and where exactly do you fit in? there's an incy wincy problem here. we know that there are for the first time in decades plenty out of you out of work currently because woops! we expanded the number of medical school places but not the number of jobs. woops again! MMC really only applies to doctors who graduated last year. so you guys two to four years out of medical school don't really fit in to our plans. but you have a few options (there are always options. smile!):

1. get a registrar position by Aug 2007. that way you can do the old training programme and become a consultant the old way and probably be really good! it's not very modern though. and any of you who thought about taking a break to travel or do something else better not. time's running out for you lot. sorry for ruining any plans you might have had and not telling you this years ago.

2. wait till Aug 2007 and start MMC from scratch. you will of course have to work with doctors 6 years your junior and you will be hopelessly overqualified. but it's new and trendy! plus you will get to do blocks of placements like you did as a student in completely unrelated specialties! that won't help you if you really want to be, say, a gastroenterologist. you might frown and say it would be a waste of time but it'd be fun!

3. stay in your current position forever!!!!!!! the problem with MMC is that the new doctors, by virtue of their reduced training won't be able to do anything and will have to rely on you old school people to, for example, run the hospital at night. so we're hoping a few of you will stay on just to do that. if not we can always get doctors from overseas to do this job because frankly we wouldn't like our homegrown boys to take up slave labour positions with no career prospects.

there you go. please don't worry that you might become part of a lost tribe of doctors (though that too is cool! you'll be like Dr Littlest Hobo - going from place to place in search of work) - as we say on our website:

"In 2007, when the new specialty training will begin, there will be measures in place to ensure the doctors in the current training system are not disadvantaged. "

the funny thing is we haven't planned any of that yet and may not get the time to because of being so busy with the new graduates.

anyways! hope this helps.

all our love

the MMC team

our website

[i am listening to Beth Orton's new album, comfort of strangers]

Sunday, February 12, 2006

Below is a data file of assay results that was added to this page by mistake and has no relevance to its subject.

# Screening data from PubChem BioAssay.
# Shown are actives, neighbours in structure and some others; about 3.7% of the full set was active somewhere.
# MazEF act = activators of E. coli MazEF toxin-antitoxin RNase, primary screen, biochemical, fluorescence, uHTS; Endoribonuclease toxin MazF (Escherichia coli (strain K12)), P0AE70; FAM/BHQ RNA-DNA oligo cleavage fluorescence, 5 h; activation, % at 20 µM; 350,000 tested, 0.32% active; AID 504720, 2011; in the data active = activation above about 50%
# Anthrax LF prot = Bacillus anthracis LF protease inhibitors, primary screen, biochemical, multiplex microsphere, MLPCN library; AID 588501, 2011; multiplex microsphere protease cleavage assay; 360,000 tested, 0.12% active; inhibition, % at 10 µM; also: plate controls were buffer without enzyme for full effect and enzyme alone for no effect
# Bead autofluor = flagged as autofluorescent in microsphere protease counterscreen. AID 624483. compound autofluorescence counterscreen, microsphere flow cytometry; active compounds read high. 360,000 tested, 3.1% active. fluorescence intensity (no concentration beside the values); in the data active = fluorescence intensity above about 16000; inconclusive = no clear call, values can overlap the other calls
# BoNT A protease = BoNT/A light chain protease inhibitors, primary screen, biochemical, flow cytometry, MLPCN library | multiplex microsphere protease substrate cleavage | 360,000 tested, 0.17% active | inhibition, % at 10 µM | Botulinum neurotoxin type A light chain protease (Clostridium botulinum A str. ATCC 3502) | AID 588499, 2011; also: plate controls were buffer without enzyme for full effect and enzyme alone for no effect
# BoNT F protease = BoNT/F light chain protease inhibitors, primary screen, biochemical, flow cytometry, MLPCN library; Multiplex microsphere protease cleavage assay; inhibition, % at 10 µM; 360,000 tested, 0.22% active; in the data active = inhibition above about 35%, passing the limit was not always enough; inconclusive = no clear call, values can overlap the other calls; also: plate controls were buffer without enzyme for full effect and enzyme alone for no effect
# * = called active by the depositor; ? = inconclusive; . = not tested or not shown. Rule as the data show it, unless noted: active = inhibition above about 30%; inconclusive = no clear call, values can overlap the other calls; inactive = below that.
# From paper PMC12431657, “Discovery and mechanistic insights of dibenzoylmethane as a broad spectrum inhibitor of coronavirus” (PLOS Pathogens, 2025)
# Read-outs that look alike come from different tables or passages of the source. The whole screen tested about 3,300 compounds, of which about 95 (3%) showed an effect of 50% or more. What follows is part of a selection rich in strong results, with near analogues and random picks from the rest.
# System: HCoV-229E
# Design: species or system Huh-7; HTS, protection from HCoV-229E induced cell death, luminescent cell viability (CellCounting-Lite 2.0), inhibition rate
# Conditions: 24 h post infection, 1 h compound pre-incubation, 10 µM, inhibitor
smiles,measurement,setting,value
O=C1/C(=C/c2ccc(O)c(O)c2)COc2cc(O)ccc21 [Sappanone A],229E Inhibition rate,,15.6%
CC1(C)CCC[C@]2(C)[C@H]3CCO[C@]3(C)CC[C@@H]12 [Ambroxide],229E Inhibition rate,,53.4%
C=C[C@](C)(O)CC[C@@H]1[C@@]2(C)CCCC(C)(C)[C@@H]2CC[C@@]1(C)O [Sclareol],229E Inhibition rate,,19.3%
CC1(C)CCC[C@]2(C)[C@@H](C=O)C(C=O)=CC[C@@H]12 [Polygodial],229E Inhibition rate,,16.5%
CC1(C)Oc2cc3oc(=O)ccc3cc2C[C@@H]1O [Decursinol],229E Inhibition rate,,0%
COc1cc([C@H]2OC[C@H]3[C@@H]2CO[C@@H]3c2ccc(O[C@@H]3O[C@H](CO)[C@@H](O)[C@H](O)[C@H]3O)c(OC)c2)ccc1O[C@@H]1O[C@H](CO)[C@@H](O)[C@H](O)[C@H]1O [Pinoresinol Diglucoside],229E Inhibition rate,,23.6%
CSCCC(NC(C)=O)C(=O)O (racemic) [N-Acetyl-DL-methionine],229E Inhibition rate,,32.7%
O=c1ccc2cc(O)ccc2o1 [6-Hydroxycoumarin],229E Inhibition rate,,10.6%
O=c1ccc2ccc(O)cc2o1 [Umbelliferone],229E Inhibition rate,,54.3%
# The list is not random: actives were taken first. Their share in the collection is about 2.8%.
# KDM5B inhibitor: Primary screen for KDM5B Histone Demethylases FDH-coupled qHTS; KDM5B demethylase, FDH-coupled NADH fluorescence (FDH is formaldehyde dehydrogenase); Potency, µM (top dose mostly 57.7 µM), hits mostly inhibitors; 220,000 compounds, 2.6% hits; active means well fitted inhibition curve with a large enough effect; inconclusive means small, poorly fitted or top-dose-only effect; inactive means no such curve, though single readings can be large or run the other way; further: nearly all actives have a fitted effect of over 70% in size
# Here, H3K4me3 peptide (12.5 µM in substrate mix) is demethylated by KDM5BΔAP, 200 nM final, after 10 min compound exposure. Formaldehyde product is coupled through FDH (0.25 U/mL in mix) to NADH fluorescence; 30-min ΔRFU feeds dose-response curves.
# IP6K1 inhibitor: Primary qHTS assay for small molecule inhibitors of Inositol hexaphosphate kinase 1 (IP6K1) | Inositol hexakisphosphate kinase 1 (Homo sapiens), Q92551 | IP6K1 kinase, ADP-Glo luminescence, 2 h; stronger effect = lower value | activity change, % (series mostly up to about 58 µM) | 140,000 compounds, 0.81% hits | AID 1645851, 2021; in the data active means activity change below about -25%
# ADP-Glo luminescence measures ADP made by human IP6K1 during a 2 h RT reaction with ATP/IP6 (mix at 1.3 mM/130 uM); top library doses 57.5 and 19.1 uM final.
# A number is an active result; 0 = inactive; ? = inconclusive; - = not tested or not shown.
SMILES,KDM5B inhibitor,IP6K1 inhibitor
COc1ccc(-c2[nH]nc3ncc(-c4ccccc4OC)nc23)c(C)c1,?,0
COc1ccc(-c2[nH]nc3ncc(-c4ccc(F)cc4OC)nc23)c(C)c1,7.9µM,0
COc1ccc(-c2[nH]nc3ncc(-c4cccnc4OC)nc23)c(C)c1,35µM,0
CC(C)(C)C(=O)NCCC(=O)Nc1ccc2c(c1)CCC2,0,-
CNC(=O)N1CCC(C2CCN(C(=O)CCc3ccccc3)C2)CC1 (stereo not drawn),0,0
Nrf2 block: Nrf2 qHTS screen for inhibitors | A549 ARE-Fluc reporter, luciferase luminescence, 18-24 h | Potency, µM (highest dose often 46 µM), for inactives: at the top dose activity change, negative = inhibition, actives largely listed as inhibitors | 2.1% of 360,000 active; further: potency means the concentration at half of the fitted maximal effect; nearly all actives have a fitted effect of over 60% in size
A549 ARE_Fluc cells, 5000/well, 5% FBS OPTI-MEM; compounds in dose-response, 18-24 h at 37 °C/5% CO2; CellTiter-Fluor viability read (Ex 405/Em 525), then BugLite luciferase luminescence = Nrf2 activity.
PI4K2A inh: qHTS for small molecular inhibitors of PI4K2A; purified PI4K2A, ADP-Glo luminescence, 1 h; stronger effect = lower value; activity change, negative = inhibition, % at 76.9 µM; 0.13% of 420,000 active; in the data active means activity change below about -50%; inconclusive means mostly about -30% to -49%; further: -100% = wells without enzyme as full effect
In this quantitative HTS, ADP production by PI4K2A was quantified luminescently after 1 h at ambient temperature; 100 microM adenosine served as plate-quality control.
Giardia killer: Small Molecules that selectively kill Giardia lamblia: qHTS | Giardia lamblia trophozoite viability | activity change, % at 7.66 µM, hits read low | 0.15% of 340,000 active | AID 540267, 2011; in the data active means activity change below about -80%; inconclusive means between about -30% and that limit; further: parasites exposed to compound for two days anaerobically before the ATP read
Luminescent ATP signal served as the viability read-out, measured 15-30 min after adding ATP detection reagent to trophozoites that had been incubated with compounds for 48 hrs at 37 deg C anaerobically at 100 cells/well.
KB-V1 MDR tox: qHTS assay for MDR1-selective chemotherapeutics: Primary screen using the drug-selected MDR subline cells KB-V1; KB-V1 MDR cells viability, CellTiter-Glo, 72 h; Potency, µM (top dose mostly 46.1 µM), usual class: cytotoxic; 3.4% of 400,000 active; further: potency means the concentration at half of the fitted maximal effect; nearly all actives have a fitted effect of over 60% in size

i choose hell

Dr P was a miserable man. i first met him in 2000 when i, as a fresh faced medical student, was spending time on a cardiology ward at one of the london teaching hospitals on placement. he was a registrar (not quite consultant), quiet, not up for any bullshit, happy to have a go at you (quietly) if you didn't know your stuff and seemed ever so world weary for someone who must have been about 34 years old. he was of course fiercely intelligent, hardworking and career minded and even then i knew that he would go far. his long fought after consultant post was surely looming.

last night, 6 years on, i receive a transferred patient from the same cardiology department at the same hospital. as i trudged through the dreary reams of photocopied notes imagine my surprise when i see entries from Dr P. the same concise instructions, the same copperplate handwriting, the same aura of tiredness... and yes still in the same position. STILL a registrar after all these years.

i couldn't believe it. i knew he'd been a reg for at least 4 years when i was a student so to date he must have been in the same position for at least 9 years.

he has been slogging his guts out for so long and has moved very far sideways. he was passionate about his subject and keen to please his bosses (they seemed to love him) and where has it got him? nowhere. what kind of job ensures that you do not progress after 9 years service.

i realised that night (in a fred savage wonder years voiceover moment) that tieing myself to hospital medicine (as i am 95% sure i have) is no guarantee of any progression to becoming a specialist in my field, no guarantee of any ascension to the right of some autonomy to research and practice as an expert. i too may flounder despite having years of experience when i am close to 40, hanging on the crazy whims of my superiors whilst around me the rest of life dessicates into a shrivelled world-prune, PURELY because the NHS has no scope to provide a clear career structure and trajectory. how passionate do you have to be to tolerate that? i have chosen a pathway to specialist medicine. i also appear to have chosen a pathway to (my idea of) hell.

"this year Dr D&C you will be doing a year of nights."